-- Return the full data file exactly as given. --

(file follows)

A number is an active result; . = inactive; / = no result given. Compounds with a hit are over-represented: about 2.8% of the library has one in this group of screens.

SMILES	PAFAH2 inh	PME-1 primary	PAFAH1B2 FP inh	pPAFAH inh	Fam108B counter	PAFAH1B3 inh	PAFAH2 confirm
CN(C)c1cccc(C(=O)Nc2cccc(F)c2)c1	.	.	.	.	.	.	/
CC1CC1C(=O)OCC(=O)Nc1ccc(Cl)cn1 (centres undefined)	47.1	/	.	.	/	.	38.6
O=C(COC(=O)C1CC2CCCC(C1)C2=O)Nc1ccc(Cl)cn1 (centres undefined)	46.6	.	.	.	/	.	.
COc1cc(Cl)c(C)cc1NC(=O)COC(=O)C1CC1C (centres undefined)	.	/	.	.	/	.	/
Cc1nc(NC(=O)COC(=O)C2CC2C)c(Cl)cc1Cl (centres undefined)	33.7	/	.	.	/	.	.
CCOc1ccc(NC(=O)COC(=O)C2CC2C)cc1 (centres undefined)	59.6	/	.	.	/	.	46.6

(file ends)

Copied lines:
A number is an active result; . = inactive; / = no result given. Compounds with a hit are over-represented: about 2.8% of the library has one in this group of screens.

SMILES	PAFAH2 inh	PME-1 primary	PAFAH1B2 FP inh	pPAFAH inh	Fam108B counter	PAFAH1B3 inh	PAFAH2 confirm
CN(C)c1cccc(C(=O)Nc2cccc(F)c2)c1	.	.	.	.	.	.	/
CC1CC1C(=O)OCC(=O)Nc1ccc(Cl)cn1 (centres undefined)	47.1	/	.	.	/	.	38.6
O=C(COC(=O)C1CC2CCCC(C1)C2=O)Nc1ccc(Cl)cn1 (centres undefined)	46.6	.	.	.	/	.	.
COc1cc(Cl)c(C)cc1NC(=O)COC(=O)C1CC1C (centres undefined)	.	/	.	.	/	.	/
Cc1nc(NC(=O)COC(=O)C2CC2C)c(Cl)cc1Cl (centres undefined)	33.7	/	.	.	/	.	.
CCOc1ccc(NC(=O)COC(=O)C2CC2C)cc1 (centres undefined)	59.6	/	.	.	/	.	46.6